The circuit is made via either switch 2 or 3, and current flows from the +ve loop, through the cell/s, to the negative side. The only relevant arrows in your figures 1&2 are the ones in the middle of the cell (current 1), showing current flow from right (the +ve side) to left (the negative side).


In diagram 2 which shows the second half of the cycle current one does not change direction compared with diagram 1, but current 5 does change direction. Without switching anode and cathode.


The whole point of a H bridge, or any other kind of switching arrangement is to control the current flow through the load. In all cases in your figures the current flows in through the load in one direction only - this is direct current, not alternating current.


Different purposes in different circuits is to be expected. I was not saying the two were the same. Many people confuse the two because the switching system is similar, but what happens in the circuit is entirely different.


I suggest that if you remove one pair of switches & simply switch the remaining pair on & off you will achieve the same result.


Without four poles switching origin and destination without reversing you have an entirely different circuit, and it does not apply. The results will not be the same.


However, your figs do not make clear how the cell is constructed, it simply shows the conductor as a line running through the cell, so maybe I'm wrong, though I seriously doubt it. Perhaps you can clarify this more.


I am not the inventor, and I have not tried to duplicate his experiments. The conductors running through the fluid are helical coils.


Also, what frequency are you switching at.
What is the inductance of the coils (assuming there are coils).
If there are coils are you using flywheel diodes.
Do you have any traces of the current at different points in the circuit.


I have some information, but I am not free to release it yet. Mr. Sullivan is working with a PhD to give a rebuttal to those who see an X-Bridge, to conduct efficiency tests, and to write a journal paper. As soon as Mr. Sullivan is satisfied with the work it will be released.

He understands the errors in not having all the information in the press release, and is trying to put it all together where experiments can be replicated.



posted on Jun, 25 2006 @ 09:24 PM
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Originally posted by zorgon

Forsooth! Tis not true! Yerely drop water over a water wheel... all kinds of free energy, and the water stays just as clean as when it started.

Ye Old Grist Mill to Ye New Hoover Dam all the same


The inventor is not claiming free energy. It is a new type of electrical current employed with the aim of increasing the efficiency of water electrolysis, but that will not be the only application.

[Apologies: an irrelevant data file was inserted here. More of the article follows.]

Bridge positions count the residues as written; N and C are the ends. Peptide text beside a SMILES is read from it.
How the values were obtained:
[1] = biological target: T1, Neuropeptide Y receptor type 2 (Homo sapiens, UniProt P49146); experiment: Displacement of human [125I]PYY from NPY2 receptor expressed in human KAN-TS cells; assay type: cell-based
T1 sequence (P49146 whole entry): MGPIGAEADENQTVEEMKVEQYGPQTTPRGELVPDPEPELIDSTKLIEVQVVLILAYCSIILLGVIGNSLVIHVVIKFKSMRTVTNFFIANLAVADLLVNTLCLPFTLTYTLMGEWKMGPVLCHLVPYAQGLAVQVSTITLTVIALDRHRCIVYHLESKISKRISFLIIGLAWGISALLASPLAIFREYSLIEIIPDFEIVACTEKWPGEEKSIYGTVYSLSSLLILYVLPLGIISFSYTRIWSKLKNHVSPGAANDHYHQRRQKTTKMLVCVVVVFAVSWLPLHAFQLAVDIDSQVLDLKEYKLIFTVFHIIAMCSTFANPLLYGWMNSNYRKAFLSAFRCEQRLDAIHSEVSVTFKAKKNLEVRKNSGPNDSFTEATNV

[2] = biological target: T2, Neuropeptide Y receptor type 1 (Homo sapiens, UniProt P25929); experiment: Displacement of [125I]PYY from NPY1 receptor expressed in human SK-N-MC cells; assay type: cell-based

posted on Jun, 25 2006 @ 09:58 PM
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SDC = Switched DC


Originally posted by Malichai
Current across the medium is continuous and always one direction between anode and cathode. It is not pulsed.

Emphasis mine. This description seems to be at odds with Mr. Sullivan's own description.


U.S. Patent #7,041,203: Apparatus and method for generating and using multi-direction DC and AC electrical currents

Multi-directional currents are generated in a medium by cyclically reversing the direction of a conventional current applied to at least one of at least two electrodes so that an electromotive force (EMF) pulse travels from side of the electrode to the other, changing the direction of current in the medium.

The words are Mr. Sullivan's, the emphasis is mine.

Aside from that, your description matches the definition of Direct Current quite handily.

If the current is truly continuous, flows in only one direction and its magnitude doesn't change, it's Direct Current.

What Mr. Sullivan describes is nothing more than an AC waveform with a DC bias. The fact that it is achieved by using switching circuits in parallel operating at different phases doesn't change that fact.

I've looked carefully through this thread, looked at Mr. Sullivan's website, examined the circuit diagrams and have tried to find something -- aside from novel terms and analogies -- that is actually new in a true physical sense about this, and I'm not able to find it.

That's because it's not there.

The truth is never complicated, only that which obscures it.

All the hand-waving and obfuscation in the world will not change the laws of physics.

New terminology is not the same as new technology.

What has been patented is perhaps a wonderful new way to perform electrolysis, and a whole new family of "Sully" buzzwords, but not a new form of electric current.